Pink Floyd has long been famed for their surround sound mixes, and now fans can hear a live performance with more depth than ever.
Fans of Pink Floyd will soon get a special opportunity to hear one of the band’s most famous live performances like never before, as part of a special exhibition on the band at London’s Victoria and Albert Museum.
The museum has partnered with Sennheiser to present a 360-degree recording of Comfortably Numb from Pink Floyd’s famed Live 8 performance in 2005, the last time that the band’s classic lineup — guitarist David Gilmour, drummer Nick Mason, keyboardist Richard Wright and bassist Roger Waters — ever shared a stage together.
The demonstration of the latest 3D audio technology seems particularly well-suited to the famed classic rock outfit, who helped pioneer the use of surround sound in the music industry decades ago.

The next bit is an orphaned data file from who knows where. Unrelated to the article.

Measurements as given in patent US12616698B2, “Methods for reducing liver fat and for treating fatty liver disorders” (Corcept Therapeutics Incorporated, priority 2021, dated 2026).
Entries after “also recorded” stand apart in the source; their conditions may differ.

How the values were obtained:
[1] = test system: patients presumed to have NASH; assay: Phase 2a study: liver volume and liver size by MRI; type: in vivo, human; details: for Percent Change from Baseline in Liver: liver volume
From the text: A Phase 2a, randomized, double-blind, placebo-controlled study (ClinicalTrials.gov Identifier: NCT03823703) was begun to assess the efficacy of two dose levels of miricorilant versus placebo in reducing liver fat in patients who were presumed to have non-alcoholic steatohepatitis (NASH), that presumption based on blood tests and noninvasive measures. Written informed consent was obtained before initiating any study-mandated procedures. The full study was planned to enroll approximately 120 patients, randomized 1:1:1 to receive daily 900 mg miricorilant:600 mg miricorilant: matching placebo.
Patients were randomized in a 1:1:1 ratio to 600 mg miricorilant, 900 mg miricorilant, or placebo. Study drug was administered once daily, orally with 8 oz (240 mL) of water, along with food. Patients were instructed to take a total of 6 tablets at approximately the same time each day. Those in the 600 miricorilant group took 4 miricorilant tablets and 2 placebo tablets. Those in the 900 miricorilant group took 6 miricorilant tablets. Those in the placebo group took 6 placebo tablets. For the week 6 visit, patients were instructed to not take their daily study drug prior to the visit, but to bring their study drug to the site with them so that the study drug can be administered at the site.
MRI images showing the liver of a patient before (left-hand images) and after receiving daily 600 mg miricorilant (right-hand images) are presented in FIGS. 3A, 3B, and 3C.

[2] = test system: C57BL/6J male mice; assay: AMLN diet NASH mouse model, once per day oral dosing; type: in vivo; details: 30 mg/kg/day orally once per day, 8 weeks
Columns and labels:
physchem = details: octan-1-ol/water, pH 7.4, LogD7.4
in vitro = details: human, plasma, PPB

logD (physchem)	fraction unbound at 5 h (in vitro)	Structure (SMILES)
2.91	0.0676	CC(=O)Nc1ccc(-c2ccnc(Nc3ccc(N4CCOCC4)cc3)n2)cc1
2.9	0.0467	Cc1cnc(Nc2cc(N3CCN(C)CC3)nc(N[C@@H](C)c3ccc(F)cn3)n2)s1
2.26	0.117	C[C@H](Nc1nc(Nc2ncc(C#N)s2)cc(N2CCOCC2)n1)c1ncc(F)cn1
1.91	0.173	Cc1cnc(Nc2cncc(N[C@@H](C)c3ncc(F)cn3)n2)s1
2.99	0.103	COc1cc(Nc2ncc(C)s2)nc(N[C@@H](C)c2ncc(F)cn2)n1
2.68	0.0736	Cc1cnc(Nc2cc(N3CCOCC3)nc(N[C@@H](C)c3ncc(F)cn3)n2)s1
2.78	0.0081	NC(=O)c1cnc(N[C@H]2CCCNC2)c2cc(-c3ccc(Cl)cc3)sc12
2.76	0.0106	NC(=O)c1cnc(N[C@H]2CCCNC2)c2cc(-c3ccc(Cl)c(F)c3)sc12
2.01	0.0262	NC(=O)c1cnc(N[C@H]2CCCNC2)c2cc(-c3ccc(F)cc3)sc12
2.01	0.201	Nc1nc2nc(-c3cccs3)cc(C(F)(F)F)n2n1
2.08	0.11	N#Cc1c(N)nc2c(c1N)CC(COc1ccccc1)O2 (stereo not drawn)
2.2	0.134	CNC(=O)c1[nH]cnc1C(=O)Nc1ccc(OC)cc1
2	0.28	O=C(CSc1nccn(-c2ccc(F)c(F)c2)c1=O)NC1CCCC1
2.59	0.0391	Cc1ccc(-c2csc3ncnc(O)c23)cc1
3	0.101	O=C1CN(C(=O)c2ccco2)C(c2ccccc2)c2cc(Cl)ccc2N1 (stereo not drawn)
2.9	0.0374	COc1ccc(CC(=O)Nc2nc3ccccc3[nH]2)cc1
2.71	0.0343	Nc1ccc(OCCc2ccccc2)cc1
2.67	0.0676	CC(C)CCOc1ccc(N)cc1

“We have been using Sennheiser equipment ever since Pink Floyd started out as a live band,” said Mason of the collaboration, “It is only fitting that they provide the audio experience at our exhibition.”
To achieve the feeling of being at the concert in person, the team from Sennheiser will employ 25 speakers and its Ambeo 3D technology, which places sound both around and above the listener for a fully immersive audio experience.
This isn’t the first time that fans of Floyd have been able to hear this technology applied to their music. The company premiered the mix to an exclusive audience at Abbey Road Studios, where the band recorded iconic records like Dark Side of the Moon, earlier this month.
Pink Floyd engineer Andy Jackson worked closely with the audio wizards at Sennheiser and producers like Simon Roads (Spectre, Avatar) at Abbey Road to make sure the mix was up to snuff.
The exhibition will be called Pink Floyd: Their Mortal Remains, and will open at the museum on May 13. Tickets for the exhibition have already been made available at a special website.